Tuesday, October 15, 2019

ARC Review - The Art of Theft by Sherry Thomas

The Art of Theft by Sherry Thomas
The Lady Sherlock series, book four
Published Oct 2019 by Berkley

Format Read: Print ARC provided by publisher for review

Description from Goodreads:
As "Sherlock Holmes, consulting detective," Charlotte Holmes has solved murders and found missing individuals. But she has never stolen a priceless artwork—or rather, made away with the secrets hidden behind a much-coveted canvas.

But Mrs. Watson is desperate to help her old friend recover those secrets and Charlotte finds herself involved in a fever-paced scheme to infiltrate a glamorous Yuletide ball where the painting is one handshake away from being sold and the secrets a bare breath from exposure.

Her dear friend Lord Ingram, her sister Livia, Livia's admirer Stephen Marbleton—everyone pitches in to help and everyone has a grand time. But nothing about this adventure is what it seems and disaster is biding time on the grounds of a glittering French chateau, waiting only for Charlotte to make a single mistake...

My Review: 
As some of you know I read a lot of cozy mysteries for both work and fun and I LOVE a good historical mystery. I'd been intrigued by this series for a while, after hearing amazing things about author Sherry Thomas's skill as a writer. I also love the imagined twist on the character Sherlock Holmes.  So, when given the opportunity to read The Art of Theft, I couldn't pass it up, even though it is book four in the series.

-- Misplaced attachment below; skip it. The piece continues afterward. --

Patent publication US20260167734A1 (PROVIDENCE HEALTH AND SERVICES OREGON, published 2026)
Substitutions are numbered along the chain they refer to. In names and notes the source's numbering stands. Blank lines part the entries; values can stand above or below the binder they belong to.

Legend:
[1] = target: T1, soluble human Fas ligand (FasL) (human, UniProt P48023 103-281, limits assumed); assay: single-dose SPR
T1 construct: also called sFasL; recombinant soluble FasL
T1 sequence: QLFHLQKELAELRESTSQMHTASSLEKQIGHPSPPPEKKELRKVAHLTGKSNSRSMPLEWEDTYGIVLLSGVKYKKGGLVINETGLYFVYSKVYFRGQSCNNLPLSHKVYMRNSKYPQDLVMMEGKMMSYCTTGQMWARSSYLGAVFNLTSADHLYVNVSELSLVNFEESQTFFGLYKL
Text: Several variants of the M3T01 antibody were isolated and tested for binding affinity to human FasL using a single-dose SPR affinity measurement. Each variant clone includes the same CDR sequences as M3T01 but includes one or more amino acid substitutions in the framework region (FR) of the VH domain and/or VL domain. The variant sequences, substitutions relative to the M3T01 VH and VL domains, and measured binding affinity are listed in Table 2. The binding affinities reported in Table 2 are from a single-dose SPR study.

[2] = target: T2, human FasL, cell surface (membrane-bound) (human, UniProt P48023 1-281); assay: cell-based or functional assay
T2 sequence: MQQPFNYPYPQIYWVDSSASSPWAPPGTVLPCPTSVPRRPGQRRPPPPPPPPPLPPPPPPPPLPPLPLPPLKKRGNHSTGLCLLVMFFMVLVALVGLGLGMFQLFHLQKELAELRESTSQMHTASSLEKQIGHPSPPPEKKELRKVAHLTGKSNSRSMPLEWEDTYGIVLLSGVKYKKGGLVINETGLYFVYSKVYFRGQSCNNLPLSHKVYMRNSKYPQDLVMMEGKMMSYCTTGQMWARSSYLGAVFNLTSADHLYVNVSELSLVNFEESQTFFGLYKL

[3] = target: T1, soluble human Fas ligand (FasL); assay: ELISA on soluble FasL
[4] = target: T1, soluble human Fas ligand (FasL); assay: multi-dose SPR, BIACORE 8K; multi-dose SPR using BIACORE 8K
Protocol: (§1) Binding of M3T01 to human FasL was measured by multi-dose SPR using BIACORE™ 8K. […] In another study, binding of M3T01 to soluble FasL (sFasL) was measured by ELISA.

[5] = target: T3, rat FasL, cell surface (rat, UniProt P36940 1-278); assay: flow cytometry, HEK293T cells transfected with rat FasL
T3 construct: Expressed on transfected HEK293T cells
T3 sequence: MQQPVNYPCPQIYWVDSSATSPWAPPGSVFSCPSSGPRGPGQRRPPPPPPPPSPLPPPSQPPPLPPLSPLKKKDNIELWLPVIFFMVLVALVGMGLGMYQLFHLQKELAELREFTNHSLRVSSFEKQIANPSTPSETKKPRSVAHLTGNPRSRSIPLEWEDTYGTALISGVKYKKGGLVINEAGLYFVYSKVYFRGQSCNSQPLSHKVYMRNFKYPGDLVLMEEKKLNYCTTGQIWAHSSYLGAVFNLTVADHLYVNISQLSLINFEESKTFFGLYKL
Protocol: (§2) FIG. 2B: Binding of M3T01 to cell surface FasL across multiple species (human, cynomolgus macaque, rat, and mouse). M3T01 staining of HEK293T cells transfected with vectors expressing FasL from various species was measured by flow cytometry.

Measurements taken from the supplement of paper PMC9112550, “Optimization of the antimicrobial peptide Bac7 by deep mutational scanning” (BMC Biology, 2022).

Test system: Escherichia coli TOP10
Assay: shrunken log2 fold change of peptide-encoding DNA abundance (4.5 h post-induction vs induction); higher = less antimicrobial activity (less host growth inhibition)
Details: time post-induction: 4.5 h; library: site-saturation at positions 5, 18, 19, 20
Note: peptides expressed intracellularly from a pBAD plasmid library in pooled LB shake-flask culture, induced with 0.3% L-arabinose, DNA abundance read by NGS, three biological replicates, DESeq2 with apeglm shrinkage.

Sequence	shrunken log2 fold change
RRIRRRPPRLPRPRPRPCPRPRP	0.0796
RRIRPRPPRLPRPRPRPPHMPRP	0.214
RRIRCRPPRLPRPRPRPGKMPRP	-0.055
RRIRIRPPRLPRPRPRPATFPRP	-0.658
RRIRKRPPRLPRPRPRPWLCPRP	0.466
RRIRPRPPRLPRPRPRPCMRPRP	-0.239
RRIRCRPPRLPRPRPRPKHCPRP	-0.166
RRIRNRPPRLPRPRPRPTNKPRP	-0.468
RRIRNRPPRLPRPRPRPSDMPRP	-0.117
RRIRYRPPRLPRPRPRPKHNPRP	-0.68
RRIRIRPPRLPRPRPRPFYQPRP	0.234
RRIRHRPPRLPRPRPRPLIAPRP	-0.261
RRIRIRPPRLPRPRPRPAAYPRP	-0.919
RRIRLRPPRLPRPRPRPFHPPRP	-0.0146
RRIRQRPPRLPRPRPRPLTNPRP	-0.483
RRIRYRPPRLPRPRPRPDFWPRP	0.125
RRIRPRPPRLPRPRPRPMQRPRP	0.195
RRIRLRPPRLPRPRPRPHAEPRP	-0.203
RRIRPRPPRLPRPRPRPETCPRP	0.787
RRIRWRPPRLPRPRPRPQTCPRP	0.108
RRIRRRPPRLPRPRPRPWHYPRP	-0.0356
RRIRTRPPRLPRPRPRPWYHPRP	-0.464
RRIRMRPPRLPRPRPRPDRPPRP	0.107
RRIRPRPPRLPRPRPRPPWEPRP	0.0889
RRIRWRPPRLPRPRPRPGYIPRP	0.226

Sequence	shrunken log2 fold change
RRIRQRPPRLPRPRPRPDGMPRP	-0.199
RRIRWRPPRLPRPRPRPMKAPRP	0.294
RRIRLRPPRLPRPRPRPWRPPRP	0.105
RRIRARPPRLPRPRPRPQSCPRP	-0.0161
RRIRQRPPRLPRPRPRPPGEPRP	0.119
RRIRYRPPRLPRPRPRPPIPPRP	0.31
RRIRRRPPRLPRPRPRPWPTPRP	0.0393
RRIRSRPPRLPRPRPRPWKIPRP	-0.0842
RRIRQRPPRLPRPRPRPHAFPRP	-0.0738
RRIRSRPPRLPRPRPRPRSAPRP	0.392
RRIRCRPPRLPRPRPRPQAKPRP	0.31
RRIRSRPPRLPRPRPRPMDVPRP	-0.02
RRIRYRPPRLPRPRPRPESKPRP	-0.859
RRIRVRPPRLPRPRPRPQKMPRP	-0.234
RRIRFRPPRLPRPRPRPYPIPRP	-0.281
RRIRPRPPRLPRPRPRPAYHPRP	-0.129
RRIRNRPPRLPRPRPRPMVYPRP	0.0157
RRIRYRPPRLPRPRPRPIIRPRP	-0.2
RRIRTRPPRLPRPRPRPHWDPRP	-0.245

As such, my review will be more of a teasing spotlight, as like I will recommend to you, I intend to go back and start this series properly with book one, A Study in Scarlet Women. The writing in this series is wonderful, full of rich historical detail, flirtations with "current events" of the time and character development that leaves no character as simply a caricature of themselves. The mystery unfolds well, and though I've heard it is not the most exciting in the series, I thoroughly enjoyed it.  I did feel as though I were missing pieces of the characters' interactions with each other, though, having not read the previous books. This is a series that truly should be read in order.  

So, book one is highly recommended for readers who enjoy a good historical mystery and like the idea of a female behind the incredible mind of the infamous Sherlock Holmes

Tuesday, September 17, 2019

2019 5 Star Review #14 - Thrall

Thrall by Carina Cook
Supernaturals of Las Vegas, book one
Published Jan 2018

Format Read: eBook I Own

Description from Goodreads:
Liss Lorensson is a thrall–born to be a servant of the vampire crown prince.

Gregor Valdemar is a vampire prince who chafes under the strict rule of his sire and longs for a different life.

When the two finally meet on Liss’s 21st birthday, sparks fly. But blood magic, murder, and political intrigue stand in the way of their growing romance.

My Review: 
Okay, upfront confession. I know (and am friends with) the author of this book.  However, when I say I gave this five stars it is in no way because of who wrote the book.  I love urban fantasy and paranormal romance and when I realized - and I did NOT realize this right away because I'm a dummy - that my YA author friend had branched out to adult UF/PR I was delighted to try her other books.  I LOVED the YA books she wrote (under her real name Carrie Harris) featuring a SMART girl protagonist and weird happenings, so I was pretty sure I'd like her other books, as well.